Attainment gap means starting age could stick

20th May 2016 at 00:00
National Improvement Framework may halt push for a ‘kindergarten’ stage

The Drive to close the attainment gap in English and maths could prevent schools from raising the formal starting age, council education directors have said.

Scotland’s fundamentally “conservative and conformist” education system could also prove to be a stumbling block to the proposals, made by campaigners calling for an emphasis on play in the early years of school.

John Stodter, general secretary of the Association of Directors of Education Scotland (ADES), said councils would “philosophically” be in favour of introducing a “kindergarten” stage before formal lessons start at age 7.

Curriculum for Excellence was flexible enough for councils to allow a play-based approach to the first few years in school, he said. But he added that government pressure to close the attainment gap would make it harder to make any radical changes.

Mr Stodter said: “Local authorities’ priority will be attainment and closing the gap. This will make them less likely to do something radical or creative or depart significantly from early reading and early numeracy skills.”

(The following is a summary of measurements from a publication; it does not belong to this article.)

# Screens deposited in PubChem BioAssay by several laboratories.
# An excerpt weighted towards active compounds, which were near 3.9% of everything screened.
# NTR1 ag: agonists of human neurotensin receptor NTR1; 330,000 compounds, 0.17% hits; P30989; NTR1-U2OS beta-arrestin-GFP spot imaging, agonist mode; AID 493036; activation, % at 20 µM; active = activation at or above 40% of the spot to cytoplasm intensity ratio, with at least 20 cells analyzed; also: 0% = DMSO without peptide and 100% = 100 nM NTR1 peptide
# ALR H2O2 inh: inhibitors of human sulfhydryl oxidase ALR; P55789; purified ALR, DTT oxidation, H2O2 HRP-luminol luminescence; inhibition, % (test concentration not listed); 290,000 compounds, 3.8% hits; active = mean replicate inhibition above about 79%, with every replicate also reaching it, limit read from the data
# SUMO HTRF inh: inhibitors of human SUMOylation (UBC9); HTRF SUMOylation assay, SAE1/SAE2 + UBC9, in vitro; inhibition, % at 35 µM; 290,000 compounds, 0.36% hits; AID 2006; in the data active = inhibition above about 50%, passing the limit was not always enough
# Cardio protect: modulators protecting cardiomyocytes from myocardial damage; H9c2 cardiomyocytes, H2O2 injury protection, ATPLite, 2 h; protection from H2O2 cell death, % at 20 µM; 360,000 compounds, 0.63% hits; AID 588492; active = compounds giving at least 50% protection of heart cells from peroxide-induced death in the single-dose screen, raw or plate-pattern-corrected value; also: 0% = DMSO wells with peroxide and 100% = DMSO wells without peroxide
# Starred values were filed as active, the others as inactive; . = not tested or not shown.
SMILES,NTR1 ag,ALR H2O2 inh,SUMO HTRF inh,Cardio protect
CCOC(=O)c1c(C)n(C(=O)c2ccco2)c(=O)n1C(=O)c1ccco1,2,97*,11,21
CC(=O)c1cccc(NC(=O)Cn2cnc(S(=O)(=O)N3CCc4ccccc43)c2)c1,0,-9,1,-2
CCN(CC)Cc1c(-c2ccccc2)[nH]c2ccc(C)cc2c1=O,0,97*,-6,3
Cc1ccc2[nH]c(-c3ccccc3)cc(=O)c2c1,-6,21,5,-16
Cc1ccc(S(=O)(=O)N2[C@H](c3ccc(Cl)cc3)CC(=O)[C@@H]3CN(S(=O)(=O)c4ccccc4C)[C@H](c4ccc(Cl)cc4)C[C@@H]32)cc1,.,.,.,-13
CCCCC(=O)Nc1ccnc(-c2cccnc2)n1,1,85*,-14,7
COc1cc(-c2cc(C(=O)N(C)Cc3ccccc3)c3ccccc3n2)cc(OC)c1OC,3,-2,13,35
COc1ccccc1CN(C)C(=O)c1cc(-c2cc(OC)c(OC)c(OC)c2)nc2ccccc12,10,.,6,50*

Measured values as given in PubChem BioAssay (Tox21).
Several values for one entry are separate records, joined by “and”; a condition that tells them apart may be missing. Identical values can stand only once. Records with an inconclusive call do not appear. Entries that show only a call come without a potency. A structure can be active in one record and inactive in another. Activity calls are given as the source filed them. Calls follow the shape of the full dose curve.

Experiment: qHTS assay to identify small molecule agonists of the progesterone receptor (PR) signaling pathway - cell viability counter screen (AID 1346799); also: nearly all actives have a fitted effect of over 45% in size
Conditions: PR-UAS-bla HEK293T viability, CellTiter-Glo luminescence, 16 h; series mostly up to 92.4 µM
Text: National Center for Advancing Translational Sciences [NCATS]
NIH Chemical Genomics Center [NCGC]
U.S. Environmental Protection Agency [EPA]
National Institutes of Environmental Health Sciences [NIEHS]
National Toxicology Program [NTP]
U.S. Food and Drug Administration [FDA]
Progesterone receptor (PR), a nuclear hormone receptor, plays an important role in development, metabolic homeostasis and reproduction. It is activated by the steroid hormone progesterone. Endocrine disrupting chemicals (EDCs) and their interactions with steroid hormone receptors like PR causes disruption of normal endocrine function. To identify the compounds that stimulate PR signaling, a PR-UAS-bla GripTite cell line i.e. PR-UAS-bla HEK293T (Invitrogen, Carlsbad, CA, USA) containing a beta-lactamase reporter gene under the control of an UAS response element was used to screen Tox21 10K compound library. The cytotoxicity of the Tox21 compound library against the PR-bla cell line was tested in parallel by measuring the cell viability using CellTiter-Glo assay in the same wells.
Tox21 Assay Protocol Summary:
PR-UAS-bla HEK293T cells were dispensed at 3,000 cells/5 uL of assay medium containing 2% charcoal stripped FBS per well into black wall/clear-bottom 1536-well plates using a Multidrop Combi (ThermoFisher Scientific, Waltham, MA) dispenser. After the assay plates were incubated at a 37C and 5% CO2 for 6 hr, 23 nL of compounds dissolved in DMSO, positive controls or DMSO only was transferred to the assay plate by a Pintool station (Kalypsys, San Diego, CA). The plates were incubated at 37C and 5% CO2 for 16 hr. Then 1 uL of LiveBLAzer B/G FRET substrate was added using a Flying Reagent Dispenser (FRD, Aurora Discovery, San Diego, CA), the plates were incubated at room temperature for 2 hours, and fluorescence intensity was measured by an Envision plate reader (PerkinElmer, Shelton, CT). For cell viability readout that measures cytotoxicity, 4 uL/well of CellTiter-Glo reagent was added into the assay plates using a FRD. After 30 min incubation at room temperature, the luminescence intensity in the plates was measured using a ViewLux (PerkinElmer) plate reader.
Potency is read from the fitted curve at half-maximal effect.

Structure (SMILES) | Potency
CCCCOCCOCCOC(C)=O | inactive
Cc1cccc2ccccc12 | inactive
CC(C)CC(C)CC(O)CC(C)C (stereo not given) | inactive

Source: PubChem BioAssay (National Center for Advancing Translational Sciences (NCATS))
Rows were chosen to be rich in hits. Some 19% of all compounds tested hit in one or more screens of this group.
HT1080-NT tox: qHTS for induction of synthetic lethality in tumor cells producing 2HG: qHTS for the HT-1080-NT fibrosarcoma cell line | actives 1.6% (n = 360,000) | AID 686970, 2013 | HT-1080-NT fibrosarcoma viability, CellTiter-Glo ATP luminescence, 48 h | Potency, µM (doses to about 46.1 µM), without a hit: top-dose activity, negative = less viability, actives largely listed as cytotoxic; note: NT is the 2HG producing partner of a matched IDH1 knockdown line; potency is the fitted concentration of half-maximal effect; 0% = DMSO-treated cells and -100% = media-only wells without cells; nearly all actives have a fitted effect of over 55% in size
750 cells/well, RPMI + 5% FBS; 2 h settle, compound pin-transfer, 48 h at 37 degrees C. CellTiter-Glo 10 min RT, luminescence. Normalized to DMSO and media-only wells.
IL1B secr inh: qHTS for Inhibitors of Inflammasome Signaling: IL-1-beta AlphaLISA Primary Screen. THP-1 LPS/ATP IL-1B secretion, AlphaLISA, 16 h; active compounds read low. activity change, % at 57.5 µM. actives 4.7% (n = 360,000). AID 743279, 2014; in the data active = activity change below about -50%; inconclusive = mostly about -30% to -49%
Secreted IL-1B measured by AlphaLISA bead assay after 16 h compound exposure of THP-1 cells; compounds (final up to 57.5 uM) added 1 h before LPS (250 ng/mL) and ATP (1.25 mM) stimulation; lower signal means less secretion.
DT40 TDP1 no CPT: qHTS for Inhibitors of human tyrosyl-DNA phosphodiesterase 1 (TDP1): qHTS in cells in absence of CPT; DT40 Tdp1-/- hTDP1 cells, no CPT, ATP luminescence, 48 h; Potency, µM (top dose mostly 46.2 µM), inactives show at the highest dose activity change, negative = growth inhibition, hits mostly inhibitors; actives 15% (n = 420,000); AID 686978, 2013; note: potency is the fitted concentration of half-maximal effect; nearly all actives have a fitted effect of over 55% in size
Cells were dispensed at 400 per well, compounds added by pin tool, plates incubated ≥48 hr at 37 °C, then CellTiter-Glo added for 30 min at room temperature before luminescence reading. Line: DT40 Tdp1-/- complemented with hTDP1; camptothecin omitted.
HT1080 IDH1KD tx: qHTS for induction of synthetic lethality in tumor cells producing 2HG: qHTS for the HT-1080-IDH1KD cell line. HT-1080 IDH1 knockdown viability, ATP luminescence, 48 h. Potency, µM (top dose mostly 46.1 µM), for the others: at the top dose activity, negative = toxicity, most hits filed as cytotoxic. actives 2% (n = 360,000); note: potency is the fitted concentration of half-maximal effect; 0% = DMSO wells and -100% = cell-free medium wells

Philosophy vs government

He added that the National Improvement Framework – which will introduce standardised literacy and numeracy testing to Scottish primary and secondary schools next year – would make change less likely.

Mr Stodter added: “Philosophically, councils would support that notion [of a kindergarten phase from 3 to 7] but we have quite a conservative and conformist system and I think that’s probably going to increase with the National Improvement Framework.”

Mr Stodter’s comments came as a campaign to introduce a kindergarten phase for children aged 3-7 kicked off in Scotland last weekend. The initiative, called Upstart, was spearheaded by Sue Palmer, the author of the popular book Toxic Childhood: How The Modern World Is Damaging Our Children.

Campaigners believe that sedentary life-styles and a risk-adverse society mean young children are no longer getting the outdoor and play activities they need outside school to develop a good foundation for learning.

Upstart has the support of a number of big hitters including John Carnochan, co-founder of Glasgow’s Violence Reduction Unit, David Cameron, one of the architects of Curriculum for Excellence, and headteachers such as Willie French (see box, below).

They want children to have the same entitlement to schooling but for the ethos in the first two years to be different. They are opposed to the introduction of standardised tests in literacy and numeracy at primary level.

Larry Flanagan, general secretary of the EIS teaching union, said that his members would be in favour of an extended early years experience, but warned against removing teachers from early primary.